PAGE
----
Over the years I have experimented with the berries, however last year was the first time I started making things with the elder flowers. Walking past elderberries first thing in the morning you can't miss them. Their scent is unbelievably fragrant. You can find elderberry bushes along roadside ditches in your area. I truly believe more people should be planting them as an edible ornamental in urban areas. The blooms are gorgeous, you can use the flowers and the berries for food and if you don't have time to make anything from them, the birds will love you in the fall when the berries are ready to harvest.
Elderberries are big business in the UK. I can't recall ever seeing elderflower cordials in any of our stores? Yet, the Europeans seem to know and love it overseas. Perhaps because elderberries were so prevalent in Canada that they went out of "style" in the 1940's? If you check in old recipe books, you will find that our grandmothers and great grandmothers knew what they were and cooked with them as well as used them medicinally.
- The flowers need to be picked first thing in the morning. This is when they have the most scent. Interestingly enough, if you collect them during the heat of the day they don't have near the scent they do in the early morning or late at night.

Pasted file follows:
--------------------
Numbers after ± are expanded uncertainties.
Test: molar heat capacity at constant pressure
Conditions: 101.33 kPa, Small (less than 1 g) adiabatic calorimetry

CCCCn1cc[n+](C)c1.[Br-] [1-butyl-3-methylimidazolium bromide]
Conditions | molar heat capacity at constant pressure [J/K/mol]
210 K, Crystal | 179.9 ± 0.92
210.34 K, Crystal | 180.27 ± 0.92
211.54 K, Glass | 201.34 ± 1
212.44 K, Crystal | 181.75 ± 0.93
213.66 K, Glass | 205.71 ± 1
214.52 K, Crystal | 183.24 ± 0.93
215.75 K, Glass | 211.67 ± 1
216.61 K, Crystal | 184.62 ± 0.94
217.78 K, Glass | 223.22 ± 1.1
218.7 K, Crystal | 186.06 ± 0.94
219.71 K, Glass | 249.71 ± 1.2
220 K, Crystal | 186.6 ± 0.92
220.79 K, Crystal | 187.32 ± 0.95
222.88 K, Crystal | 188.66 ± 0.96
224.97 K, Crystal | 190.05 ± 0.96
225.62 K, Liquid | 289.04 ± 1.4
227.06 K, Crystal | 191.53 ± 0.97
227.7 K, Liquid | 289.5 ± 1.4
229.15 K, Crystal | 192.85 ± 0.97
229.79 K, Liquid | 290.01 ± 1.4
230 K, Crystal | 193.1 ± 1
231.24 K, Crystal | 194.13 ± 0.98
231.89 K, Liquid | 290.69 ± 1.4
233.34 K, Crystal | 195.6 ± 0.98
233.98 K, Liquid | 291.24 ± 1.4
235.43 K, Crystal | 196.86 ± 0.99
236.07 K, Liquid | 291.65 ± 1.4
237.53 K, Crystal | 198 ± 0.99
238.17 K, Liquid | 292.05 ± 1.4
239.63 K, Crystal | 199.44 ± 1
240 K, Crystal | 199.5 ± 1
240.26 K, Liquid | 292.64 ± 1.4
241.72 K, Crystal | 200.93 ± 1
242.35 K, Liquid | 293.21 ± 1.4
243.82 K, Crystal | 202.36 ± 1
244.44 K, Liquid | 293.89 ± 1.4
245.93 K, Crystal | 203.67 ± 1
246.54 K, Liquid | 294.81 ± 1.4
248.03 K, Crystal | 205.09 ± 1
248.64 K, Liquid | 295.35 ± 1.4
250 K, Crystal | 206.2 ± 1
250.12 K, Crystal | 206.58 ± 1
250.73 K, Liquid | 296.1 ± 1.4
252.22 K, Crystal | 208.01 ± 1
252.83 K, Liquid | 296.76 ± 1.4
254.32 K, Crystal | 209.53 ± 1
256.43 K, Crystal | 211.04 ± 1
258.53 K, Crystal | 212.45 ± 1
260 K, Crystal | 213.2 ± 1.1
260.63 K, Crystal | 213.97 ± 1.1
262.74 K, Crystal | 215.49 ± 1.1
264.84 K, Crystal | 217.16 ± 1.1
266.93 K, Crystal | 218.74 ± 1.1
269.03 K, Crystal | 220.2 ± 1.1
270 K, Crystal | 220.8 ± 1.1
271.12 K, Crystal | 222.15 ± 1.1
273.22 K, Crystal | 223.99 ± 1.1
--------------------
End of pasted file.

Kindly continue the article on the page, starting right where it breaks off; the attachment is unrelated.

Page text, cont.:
- The flowers tops need to be picked while in bloom. You will see their tiny buds. Those buds need to be flowering in order to use them for any recipe. Unopened buds have little to no flavour.
- Make sure the flowers aren't turning brown. Once they start to turn they are to old. Leave them to ripen into berries for later use.
- The pollen is what makes the flavour, so don't rinse the flowers before using.
- Remove the green stems of the flower head. Just snip off the flowers in bunches into your water. If you leave the stems on, it will turn the infusion rank. Seriously. Try it and find out how gross it will become.
- Many recipes call for the flowers to steep in boiled water. The blooms are way too delicate for this! Just allowing the flowers to infuse in distilled water is sufficient.
- Don't snip off all of the flowers! Leave enough for the bees to use and for berry production later in the season.
Now....how do you make elderflower cordial? It's actually pretty simple. The most difficult part is finding the shrub usually!
Make about 8 cups of simple syrup (1:1) and allow it to cool. Add another 2 cups of distilled water. I found my original batch was WAY to sweet. Pour over the elderflowers. Add to this 1/4 cup lemon juice. Cover with a cheesecloth. Allow to infuse for 3 days.
Strain the elderflowers from the sugar water mixture into a separate bowl.
Pour into sterilized mason jars. Watercan for 10 minutes.
Once the syrup has been canned, you can use the syrup by adding a 1/4 cup to a large pitcher and adding seltzer water or you can add 7-Up or Sprite. Add it to a weak lemonade. Have fun with it. You will find what flavour seems best for your family. Enjoy!